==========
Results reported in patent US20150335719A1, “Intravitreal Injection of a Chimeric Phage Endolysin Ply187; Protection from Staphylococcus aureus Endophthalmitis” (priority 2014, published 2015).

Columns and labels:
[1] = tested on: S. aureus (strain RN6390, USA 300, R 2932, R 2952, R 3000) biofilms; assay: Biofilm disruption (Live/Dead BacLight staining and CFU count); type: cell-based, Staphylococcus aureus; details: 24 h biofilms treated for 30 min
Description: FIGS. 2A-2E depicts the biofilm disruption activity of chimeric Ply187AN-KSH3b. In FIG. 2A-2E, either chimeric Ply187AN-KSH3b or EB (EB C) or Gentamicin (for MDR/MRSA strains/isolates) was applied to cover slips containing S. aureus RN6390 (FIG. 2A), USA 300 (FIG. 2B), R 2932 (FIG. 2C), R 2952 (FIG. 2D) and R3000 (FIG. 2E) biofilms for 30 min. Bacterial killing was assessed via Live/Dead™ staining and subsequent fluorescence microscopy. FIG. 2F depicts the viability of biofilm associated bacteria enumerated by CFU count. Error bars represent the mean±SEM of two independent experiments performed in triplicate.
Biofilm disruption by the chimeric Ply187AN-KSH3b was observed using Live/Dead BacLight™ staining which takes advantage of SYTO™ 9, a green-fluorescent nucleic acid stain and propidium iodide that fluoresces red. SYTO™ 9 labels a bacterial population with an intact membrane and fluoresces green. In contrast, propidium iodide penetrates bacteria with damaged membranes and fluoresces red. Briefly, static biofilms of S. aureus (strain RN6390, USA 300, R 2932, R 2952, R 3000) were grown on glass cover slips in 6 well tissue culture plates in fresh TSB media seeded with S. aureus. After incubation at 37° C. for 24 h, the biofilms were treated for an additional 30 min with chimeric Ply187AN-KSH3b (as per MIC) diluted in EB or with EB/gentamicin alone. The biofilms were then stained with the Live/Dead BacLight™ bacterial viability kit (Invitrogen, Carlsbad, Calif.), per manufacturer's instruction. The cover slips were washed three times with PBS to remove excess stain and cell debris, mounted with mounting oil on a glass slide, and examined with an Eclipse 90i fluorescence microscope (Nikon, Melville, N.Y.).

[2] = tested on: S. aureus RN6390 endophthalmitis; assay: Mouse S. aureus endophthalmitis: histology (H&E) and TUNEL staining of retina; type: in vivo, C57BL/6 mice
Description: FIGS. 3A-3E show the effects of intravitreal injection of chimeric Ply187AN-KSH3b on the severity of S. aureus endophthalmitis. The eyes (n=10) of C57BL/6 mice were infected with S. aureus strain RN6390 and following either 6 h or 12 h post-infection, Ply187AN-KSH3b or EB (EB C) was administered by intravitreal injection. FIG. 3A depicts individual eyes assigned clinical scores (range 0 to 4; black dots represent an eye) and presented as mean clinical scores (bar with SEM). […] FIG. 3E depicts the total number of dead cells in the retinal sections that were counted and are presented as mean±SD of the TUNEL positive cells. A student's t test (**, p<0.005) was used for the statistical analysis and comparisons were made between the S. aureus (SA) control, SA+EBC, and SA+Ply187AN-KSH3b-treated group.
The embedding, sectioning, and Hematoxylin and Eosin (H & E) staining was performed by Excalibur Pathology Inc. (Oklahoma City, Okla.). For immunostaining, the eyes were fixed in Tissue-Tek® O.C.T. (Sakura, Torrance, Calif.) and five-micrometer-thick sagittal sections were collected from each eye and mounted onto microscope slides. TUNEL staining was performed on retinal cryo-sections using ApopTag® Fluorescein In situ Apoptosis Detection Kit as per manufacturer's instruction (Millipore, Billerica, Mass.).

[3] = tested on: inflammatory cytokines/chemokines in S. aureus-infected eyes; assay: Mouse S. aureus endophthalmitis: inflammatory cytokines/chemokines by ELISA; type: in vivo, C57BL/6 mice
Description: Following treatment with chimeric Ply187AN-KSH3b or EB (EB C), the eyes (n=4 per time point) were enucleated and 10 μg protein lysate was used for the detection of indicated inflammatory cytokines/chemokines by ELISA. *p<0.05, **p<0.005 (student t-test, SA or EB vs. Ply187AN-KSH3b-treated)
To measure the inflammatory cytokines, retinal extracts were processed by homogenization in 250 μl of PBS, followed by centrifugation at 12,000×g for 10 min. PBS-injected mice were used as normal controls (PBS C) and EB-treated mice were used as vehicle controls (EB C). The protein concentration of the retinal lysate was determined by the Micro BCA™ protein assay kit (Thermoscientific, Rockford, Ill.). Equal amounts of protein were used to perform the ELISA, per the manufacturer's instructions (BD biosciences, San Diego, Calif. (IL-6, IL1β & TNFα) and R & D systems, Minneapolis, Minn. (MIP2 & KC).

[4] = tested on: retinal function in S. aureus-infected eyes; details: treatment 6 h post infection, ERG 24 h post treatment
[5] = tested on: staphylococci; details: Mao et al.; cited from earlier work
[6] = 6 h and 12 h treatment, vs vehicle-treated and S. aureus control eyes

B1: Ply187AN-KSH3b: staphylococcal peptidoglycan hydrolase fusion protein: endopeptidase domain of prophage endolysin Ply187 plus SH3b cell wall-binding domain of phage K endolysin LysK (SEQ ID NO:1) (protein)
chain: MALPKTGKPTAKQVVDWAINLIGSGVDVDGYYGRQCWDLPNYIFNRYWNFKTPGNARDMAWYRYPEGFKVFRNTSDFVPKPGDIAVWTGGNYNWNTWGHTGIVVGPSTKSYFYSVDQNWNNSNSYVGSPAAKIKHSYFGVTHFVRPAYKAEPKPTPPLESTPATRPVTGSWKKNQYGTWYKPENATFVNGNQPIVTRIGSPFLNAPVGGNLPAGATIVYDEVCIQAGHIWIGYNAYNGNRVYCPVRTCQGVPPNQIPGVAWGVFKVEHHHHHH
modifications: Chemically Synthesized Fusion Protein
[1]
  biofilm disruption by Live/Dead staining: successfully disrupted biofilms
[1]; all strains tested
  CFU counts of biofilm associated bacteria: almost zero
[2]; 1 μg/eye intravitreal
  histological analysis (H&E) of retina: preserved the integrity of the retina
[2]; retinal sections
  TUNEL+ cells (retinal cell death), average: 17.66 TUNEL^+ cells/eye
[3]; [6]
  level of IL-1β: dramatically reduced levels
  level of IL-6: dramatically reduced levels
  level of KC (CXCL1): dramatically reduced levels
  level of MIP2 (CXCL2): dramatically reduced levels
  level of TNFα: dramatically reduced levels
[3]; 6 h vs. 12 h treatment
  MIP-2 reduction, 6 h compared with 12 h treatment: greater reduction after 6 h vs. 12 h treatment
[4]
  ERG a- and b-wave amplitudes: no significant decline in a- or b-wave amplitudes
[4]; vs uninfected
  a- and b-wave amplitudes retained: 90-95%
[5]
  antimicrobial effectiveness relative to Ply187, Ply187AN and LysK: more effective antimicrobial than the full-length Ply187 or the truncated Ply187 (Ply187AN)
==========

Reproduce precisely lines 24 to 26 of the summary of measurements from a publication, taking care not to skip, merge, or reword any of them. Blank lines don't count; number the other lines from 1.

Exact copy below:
[2]; retinal sections
  TUNEL+ cells (retinal cell death), average: 17.66 TUNEL^+ cells/eye
[3]; [6]